It’s almost Thanksgiving, which means food, food and more food. Make sure you can enjoy this holiday by avoiding some recent recalls that could put a bit of a damper on your festivities.
Morris Meat Packing
Although many families opt for a traditional turkey on Thanksgiving, some add alternatives like ham or ribs. If you are one of those people, make sure you don’t have any pork from the Morris Meat Packing Company in your fridge or freezer.
— USDA Food Safety & Inspection Service (@USDAFoodSafety) November 22, 2019
After federal officials received a tip that Morris was producing their products without an official inspection, more than 500,000 pounds of pork products were recalled.
The products involved in the recall were produced between November 25, 2017, and November 9, 2019. While there have been no confirmed reports of sickness from these products, consumers are being asked to throw away or return any products they have from these dates.
Mondelez Global LLC, the makers of Cheese Nips, issued a voluntary recall last week on their 11-oz boxes because there’s a chance that small, yellow food-grade plastic pieces could be mixed in with the crackers. The pieces came from dough scrapers used in production.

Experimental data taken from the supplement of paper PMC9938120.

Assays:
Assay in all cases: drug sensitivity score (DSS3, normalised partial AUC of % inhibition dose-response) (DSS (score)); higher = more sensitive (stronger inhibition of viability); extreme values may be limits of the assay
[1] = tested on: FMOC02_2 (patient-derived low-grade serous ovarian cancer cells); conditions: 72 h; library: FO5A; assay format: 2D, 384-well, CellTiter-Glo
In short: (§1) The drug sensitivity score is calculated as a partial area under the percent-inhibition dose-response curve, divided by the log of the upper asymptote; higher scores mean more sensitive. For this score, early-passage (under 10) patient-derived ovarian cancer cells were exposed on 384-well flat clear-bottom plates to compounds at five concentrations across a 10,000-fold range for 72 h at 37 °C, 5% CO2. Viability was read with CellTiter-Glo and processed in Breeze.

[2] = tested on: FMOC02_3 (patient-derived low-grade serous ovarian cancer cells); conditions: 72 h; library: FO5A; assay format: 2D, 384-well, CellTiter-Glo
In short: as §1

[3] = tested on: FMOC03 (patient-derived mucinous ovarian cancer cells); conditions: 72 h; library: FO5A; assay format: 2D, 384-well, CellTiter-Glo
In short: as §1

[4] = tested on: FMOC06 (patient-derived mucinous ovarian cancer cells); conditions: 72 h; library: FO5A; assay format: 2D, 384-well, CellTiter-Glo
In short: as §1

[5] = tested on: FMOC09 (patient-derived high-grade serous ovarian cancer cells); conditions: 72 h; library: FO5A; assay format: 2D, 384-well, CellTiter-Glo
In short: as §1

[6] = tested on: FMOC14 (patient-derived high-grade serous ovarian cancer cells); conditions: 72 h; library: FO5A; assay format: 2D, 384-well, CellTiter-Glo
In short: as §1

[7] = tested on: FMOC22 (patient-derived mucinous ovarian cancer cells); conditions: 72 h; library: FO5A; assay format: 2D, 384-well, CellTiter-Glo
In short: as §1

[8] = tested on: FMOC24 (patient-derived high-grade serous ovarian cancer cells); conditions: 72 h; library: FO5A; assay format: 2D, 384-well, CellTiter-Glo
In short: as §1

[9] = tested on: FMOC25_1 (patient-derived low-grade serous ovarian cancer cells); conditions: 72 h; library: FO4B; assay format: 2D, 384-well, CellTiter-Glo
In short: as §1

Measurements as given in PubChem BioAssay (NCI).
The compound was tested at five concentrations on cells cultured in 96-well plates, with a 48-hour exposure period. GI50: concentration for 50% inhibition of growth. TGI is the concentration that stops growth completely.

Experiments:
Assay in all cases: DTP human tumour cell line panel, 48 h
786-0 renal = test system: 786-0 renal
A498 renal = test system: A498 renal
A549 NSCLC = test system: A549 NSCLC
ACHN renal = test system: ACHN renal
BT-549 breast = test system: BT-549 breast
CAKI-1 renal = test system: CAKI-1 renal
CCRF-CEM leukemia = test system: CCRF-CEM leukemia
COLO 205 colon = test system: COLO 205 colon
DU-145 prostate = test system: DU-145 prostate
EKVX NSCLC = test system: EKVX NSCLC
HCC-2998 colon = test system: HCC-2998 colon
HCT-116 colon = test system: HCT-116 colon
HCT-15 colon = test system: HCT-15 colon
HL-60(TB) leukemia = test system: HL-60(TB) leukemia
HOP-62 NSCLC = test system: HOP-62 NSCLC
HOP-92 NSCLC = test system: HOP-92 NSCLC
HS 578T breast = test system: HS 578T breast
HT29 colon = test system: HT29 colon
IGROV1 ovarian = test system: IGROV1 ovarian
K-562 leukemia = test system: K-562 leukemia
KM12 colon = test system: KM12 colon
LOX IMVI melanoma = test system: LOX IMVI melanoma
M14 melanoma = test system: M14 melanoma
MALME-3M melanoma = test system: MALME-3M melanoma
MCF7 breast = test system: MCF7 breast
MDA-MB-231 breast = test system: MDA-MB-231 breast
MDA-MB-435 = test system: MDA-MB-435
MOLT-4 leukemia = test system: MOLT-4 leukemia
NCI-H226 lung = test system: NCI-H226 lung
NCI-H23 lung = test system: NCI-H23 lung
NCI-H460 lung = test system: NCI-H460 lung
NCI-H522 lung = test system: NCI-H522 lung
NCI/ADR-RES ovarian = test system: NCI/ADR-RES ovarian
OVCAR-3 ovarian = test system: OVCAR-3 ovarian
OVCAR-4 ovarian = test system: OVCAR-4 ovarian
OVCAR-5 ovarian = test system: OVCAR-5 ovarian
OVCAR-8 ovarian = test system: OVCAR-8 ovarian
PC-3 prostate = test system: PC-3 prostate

So far, there have been no reports of customers finding any of the plastic pieces. The issue was discovered when an employee noticed some of the plastic laying loose on the manufacturing equipment.
Mondelēz Global LLC Conducts Voluntary Recall of Limited Quantity of Cheese Nips (11 oz. Box) Product in the U.S. Due to Potential Presence of Foreign Material https://t.co/kUcXElPkNv pic.twitter.com/fKQ79U049G
— U.S. FDA Recalls (@FDArecalls) November 20, 2019
The boxes involved in the recall have a best-by date of May 18, 19 or 20 of 2020.
If you plan on making your Thanksgiving a little healthier this year by adding a salad to the menu, make sure your lettuce isn’t part of the recent E. coli outbreak.
FOOD SAFETY ALERT: Do not eat, sell, or serve any romaine lettuce labeled as grown in “Salinas.” Find out how to identify this lettuce, which is linked to an E. coli outbreak: https://t.co/sZvP3yMmqV pic.twitter.com/9xrDhw58rf
— CDC (@CDCgov) November 22, 2019
The Centers for Disease Control and Prevention (CDC) issued a warning after 40 people in 16 different states got E.coli from romaine lettuce grown in Salinas, CA. So far, no specific supplier or grower has been identified.
Frank Yiannas from the FDA issued a statement saying:
“If romaine lettuce does not have labeling information for its growing area or the source cannot be confirmed, consumers should not eat or use the romaine.”
This recall came a couple of days after Missa Bay, LLC recalled 75,000 pounds of salad products due to E. coli causing illness in at least 17 people in 8 states.
Maybe skip the salad this year and have an extra piece of pie instead, who can complain about that?
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